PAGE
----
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New Study on ADDerall

SAN ANTONIO, TX -- May 15, 2000

A new study published in this month's Journal of the American Academy of Child and Adolescent Psychiatry found that Adderall(R) (mixed salts of a single-entity amphetamine product) is significantly more effective at reducing inattention, oppositional behavior, and other symptoms of attention deficit/hyperactivity disorder (ADHD) than methylphenidate, an older ADHD treatment.

The study of 58 children with ADHD also found that the benefits of Adderall last longer than those of methylphenidate (which is sold under the brand name Ritalin(R)). In fact, 70 percent of patients taking a single morning dose of Adderall found significant improvement in ADHD symptoms, while just 15 percent of patients taking methylphenidate improved significantly with only one dose.

"In our study, children with ADHD showed more improvement after Adderall treatment compared with methylphenidate," said Steven Pliszka, M.D., lead investigator of the study and chief of child and adolescent psychiatry at The University of Texas Health Science Center at San Antonio. "It is important for children with ADHD to have effective treatment, because left untreated, ADHD can increase the risk of low self-esteem and social and academic failure."

In Dr. Pliszka's clinical study, 58 children diagnosed with ADHD were given Adderall, methylphenidate, or placebo for three weeks in a double-blind parallel-group design. All groups started week one on a once-daily dosing regimen. If the children's afternoon or evening behavior did not improve after week one, a mid-day or 4 p.m. dose was added for week two.

Teachers rated morning and afternoon behaviors, while parents rated evening behaviors. According to teacher ratings, Adderall produced more improvements in inattentive and oppositional behaviors than methylphenidate (p less than 0.05).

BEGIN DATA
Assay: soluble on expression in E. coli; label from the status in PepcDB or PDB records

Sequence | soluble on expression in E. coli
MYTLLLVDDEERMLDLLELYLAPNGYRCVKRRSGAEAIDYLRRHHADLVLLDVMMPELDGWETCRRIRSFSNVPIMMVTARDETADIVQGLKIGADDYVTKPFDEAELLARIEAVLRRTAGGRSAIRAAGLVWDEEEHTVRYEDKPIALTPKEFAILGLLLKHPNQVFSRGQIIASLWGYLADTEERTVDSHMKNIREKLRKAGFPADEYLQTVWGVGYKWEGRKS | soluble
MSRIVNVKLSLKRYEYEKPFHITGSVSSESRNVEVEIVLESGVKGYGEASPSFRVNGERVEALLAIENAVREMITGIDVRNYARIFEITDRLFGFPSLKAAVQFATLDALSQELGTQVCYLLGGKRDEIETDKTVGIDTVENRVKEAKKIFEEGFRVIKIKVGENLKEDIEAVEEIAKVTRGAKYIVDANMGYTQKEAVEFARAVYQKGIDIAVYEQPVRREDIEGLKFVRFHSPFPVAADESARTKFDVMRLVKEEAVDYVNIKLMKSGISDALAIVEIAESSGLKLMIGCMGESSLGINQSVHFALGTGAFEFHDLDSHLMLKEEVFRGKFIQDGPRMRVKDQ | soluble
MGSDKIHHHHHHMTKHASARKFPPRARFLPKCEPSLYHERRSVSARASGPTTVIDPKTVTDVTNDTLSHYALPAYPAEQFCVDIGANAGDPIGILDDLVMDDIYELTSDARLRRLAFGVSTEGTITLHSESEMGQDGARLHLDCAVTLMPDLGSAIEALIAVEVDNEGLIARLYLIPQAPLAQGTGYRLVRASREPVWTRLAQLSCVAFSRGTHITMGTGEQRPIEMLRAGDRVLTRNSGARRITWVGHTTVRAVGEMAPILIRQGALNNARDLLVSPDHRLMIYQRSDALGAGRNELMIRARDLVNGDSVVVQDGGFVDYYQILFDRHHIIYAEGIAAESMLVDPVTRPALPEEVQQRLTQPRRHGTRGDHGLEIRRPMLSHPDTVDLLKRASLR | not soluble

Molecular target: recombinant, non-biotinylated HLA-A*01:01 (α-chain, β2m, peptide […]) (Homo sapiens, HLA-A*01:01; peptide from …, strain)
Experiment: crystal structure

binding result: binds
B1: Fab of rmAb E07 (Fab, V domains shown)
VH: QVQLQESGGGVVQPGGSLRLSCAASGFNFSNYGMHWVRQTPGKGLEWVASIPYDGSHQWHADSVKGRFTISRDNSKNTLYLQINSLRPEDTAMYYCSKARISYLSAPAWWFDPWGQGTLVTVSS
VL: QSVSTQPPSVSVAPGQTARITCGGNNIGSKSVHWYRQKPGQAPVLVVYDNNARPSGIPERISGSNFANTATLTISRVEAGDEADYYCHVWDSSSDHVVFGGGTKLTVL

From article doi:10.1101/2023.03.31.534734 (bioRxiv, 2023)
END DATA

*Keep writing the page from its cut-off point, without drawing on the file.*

In addition, the psychiatrist-administered Clinical Global Impression Improvement scale, which is used to assess response to treatment, showed that more children found greater ADHD symptom relief with Adderall than with methylphenidate. In fact, 90 percent of children taking Adderall were found to be "very much improved" or "much improved" in behavior, when statistically compared with 65 percent of the methylphenidate group and 27 percent of the placebo group (p less than 0.01).

The study also showed that 70 percent of patients taking Adderall and only 15 percent of patients taking methylphenidate were still on once-daily dosing at the end of the study, based on a pre-defined dose titration scheme. "The higher response rate for Adderall is very encouraging," Dr. Pliszka said. "Our study suggests that Adderall can be the first option for the treatment of ADHD."

In the study, both medications were well tolerated, and side effects were similar to placebo. The most common side effects associated with stimulant use are insomnia, loss of appetite, stomach pain, headache, irritability, and weight loss.

The University of Texas study was funded with a grant from Shire Richwood Inc., which manufactures Adderall.

ADHD affects 3 percent to 5 percent of all school-age children, and is considered the most frequently diagnosed psychiatric disorder in children and adolescents. The most common behaviors exhibited by those who have ADHD are inattention, hyperactivity, and impulsivity.

Stimulant medications -- which stimulate areas of the brain that control attention, impulses, and self-regulation of behavior -- are among the most successful treatments for people with ADHD. In fact, at least 70 percent of children with ADHD respond positively to treatment with stimulant medication.

Adderall is a stimulant medication for the treatment of ADHD. It has been shown to improve attention span, decrease distractibility, improve the ability to follow directions and complete tasks, and decrease impulsivity and hyperactivity.

Adderall is generally well tolerated. While adverse reactions are rare, the most frequently reported adverse reactions include anorexia, insomnia, stomach pain, headache, irritability, and weight loss. These side effects are similar to those seen with other stimulant medications used to treat ADHD. As with most stimulant medications indicated for ADHD, the possibility of growth suppression and the potential for precipitating motor tics and Tourette's syndrome exists with Adderall treatment, and, in rare cases, exacerbations of psychosis have been reported. Since all amphetamines have a high potential for abuse, Adderall should be used only as part of a comprehensive treatment program under close physician supervision.

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Attention Deficit Disorder Online Information




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